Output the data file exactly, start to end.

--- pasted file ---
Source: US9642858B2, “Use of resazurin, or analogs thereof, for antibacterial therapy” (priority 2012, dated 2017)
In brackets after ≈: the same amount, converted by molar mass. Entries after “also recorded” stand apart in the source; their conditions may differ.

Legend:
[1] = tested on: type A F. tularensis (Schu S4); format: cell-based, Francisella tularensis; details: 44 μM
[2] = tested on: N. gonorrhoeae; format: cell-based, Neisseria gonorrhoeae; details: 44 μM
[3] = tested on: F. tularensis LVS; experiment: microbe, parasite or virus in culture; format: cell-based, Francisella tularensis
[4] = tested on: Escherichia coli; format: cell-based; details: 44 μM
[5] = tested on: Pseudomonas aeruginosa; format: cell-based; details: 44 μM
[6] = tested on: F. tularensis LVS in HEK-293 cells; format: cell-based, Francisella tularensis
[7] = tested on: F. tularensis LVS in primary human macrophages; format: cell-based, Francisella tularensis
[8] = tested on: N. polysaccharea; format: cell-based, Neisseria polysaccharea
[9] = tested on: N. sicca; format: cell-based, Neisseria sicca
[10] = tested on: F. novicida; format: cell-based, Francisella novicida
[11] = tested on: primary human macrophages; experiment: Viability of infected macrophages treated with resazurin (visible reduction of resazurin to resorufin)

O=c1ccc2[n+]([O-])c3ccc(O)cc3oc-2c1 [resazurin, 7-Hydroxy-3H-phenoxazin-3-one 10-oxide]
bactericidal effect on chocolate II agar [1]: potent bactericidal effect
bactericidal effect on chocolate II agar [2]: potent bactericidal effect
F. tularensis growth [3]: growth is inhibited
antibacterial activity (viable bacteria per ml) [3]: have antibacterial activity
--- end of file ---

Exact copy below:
Source: US9642858B2, “Use of resazurin, or analogs thereof, for antibacterial therapy” (priority 2012, dated 2017)
In brackets after ≈: the same amount, converted by molar mass. Entries after “also recorded” stand apart in the source; their conditions may differ.

Legend:
[1] = tested on: type A F. tularensis (Schu S4); format: cell-based, Francisella tularensis; details: 44 μM
[2] = tested on: N. gonorrhoeae; format: cell-based, Neisseria gonorrhoeae; details: 44 μM
[3] = tested on: F. tularensis LVS; experiment: microbe, parasite or virus in culture; format: cell-based, Francisella tularensis
[4] = tested on: Escherichia coli; format: cell-based; details: 44 μM
[5] = tested on: Pseudomonas aeruginosa; format: cell-based; details: 44 μM
[6] = tested on: F. tularensis LVS in HEK-293 cells; format: cell-based, Francisella tularensis
[7] = tested on: F. tularensis LVS in primary human macrophages; format: cell-based, Francisella tularensis
[8] = tested on: N. polysaccharea; format: cell-based, Neisseria polysaccharea
[9] = tested on: N. sicca; format: cell-based, Neisseria sicca
[10] = tested on: F. novicida; format: cell-based, Francisella novicida
[11] = tested on: primary human macrophages; experiment: Viability of infected macrophages treated with resazurin (visible reduction of resazurin to resorufin)

O=c1ccc2[n+]([O-])c3ccc(O)cc3oc-2c1 [resazurin, 7-Hydroxy-3H-phenoxazin-3-one 10-oxide]
bactericidal effect on chocolate II agar [1]: potent bactericidal effect
bactericidal effect on chocolate II agar [2]: potent bactericidal effect
F. tularensis growth [3]: growth is inhibited
antibacterial activity (viable bacteria per ml) [3]: have antibacterial activity